This morning our little guy (three on Monday) was sleeping in, so Theresa and I reluctantly seized the moment to share the sad news with our 6 year old. We took what worked for another friend of ours in terms of wording and we heeded the key counsel to let the child lead in the questioning. Here is what happened.

We told our son that miss Nancy had been found by the police and that when she was found she was badly hurt. We stopped there to see if our son wanted to go further. He talked about how he got hurt one time when he fell down and that there was lots of blood. We could have stopped there, but we KNOW it is important to get to the discussion on Death before he hears it elsewhere and the likelihood of that increases day by day. So we pressed on. My wonderful wife explained to our son that miss Nancy was hurt so badly that she died. My son’s eyes got very big. He paused a while…and immediately asked “Does that mean that Bella doesn’t have a Mommy anymore…who is going to take care of her?” He also asked if Bella’s daddy was dead too. We said he was not and that there are many people who love Bella and Katie like their Grandparents and Uncles and Aunties who will take care of them. He then went back to playing with his transformer and seemed to be moving on. We told him if there are any questions he wanted to ask we are there for them. He said we had answered his questions, and he then paraphrased them: “I asked you if miss Nancy was dead and I asked you who is going to take care of Bella.” We told him if he had any other questions that he can ask us at any time. We also told him that mommy and daddy are very sad that miss Nancy is dead and sometimes we will be crying or quiet because we are sad. The therapists told us that modeling grief is a very good thing to do…plus it happens whether you want it or not, so it is good to know you don’t have to hide it.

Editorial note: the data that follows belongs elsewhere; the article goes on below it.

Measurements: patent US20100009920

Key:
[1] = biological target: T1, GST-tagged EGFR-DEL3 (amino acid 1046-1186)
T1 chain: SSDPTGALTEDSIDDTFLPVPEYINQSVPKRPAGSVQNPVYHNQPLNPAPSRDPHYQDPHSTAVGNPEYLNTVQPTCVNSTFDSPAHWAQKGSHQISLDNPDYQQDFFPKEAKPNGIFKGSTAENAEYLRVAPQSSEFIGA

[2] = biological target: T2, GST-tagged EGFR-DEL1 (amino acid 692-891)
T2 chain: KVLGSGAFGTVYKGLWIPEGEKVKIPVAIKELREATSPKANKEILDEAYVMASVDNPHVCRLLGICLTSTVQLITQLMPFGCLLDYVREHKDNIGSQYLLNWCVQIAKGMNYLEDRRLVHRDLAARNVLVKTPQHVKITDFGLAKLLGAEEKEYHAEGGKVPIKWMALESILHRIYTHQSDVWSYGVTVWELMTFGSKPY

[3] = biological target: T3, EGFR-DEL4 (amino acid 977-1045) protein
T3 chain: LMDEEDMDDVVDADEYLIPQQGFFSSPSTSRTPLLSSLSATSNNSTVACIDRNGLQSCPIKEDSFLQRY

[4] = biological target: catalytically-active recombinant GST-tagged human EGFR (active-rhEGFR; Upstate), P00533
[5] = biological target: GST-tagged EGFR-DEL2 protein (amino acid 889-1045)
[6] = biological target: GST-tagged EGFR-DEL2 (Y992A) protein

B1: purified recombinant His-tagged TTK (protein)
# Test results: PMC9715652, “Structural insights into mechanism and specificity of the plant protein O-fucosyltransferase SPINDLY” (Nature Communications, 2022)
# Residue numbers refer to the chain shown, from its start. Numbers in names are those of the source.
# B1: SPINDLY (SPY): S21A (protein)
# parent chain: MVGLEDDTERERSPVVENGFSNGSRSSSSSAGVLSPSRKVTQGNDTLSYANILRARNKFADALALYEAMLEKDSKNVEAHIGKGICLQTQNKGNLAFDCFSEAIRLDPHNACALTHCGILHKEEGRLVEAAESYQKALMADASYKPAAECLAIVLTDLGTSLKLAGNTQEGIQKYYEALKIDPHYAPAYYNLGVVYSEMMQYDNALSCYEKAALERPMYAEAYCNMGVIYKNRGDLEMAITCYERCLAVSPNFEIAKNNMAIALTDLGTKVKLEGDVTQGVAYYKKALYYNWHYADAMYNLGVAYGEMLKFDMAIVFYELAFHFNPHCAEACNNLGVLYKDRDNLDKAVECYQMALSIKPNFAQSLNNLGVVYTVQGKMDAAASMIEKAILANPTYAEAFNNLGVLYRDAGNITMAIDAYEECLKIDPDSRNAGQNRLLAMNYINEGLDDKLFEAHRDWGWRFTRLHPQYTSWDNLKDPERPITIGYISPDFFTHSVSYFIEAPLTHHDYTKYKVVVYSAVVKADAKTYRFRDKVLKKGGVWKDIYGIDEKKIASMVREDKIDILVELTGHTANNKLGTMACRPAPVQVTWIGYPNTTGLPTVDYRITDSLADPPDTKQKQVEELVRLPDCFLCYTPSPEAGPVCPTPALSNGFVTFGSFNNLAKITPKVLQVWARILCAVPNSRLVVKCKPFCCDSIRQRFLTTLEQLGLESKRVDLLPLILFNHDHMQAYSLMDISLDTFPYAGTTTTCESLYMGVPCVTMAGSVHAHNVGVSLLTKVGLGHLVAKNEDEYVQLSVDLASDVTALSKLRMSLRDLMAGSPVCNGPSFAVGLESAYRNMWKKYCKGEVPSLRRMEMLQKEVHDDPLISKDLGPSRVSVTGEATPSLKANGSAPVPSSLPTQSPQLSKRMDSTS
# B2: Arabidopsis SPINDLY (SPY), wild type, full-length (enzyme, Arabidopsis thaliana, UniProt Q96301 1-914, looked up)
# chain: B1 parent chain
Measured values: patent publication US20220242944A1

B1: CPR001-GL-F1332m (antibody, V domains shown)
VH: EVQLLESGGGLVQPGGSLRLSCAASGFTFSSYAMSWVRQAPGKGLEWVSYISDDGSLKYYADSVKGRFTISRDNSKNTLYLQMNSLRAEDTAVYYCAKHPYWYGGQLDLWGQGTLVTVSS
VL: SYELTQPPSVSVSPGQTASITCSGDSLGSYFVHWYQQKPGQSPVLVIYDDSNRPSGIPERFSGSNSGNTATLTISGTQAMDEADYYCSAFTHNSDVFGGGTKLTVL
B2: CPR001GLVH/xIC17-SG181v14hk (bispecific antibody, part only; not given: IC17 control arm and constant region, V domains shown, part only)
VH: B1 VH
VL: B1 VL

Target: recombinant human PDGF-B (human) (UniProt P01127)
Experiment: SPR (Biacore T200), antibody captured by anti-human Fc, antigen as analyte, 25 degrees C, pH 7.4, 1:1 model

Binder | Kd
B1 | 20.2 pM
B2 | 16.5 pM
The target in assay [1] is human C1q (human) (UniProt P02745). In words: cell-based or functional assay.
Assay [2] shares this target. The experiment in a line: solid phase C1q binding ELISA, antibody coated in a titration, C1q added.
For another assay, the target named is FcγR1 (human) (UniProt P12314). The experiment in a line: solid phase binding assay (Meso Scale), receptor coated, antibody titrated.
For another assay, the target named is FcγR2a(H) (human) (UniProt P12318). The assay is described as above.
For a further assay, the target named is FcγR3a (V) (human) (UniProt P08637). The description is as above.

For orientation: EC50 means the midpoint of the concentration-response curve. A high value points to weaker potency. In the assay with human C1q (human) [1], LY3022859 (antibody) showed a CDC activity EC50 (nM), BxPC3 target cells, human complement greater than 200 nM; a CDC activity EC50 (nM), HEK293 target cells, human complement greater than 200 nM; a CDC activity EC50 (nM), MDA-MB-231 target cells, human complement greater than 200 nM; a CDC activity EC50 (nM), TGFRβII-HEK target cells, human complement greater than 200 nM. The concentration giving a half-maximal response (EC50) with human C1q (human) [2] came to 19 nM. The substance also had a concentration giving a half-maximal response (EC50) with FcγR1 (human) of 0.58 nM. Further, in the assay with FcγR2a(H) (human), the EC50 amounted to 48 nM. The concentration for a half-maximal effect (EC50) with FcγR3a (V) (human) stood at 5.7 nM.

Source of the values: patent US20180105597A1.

We then went upstairs and the news conference was on. My son sat on my lap and I pointed out Bella’s Grandfather, Grandmother Aunts and Uncles. He made the link that those people were like his grandparents. He listened a bit because he said “she said Bella.” Then he went to eat “Daddy’s cereal” and play with his transformer some more. That was it. Now I know there will be more and that this is just the beginning of the processing and synthesis that must go on. But my point is, that for now at least…THAT WAS IT. As with many things we worry about as parents the actual event itself was almost a non-event. Kids are resilient and as the therapists reminded us we always envision the worst and we are often surprised by our kids non-chalant response.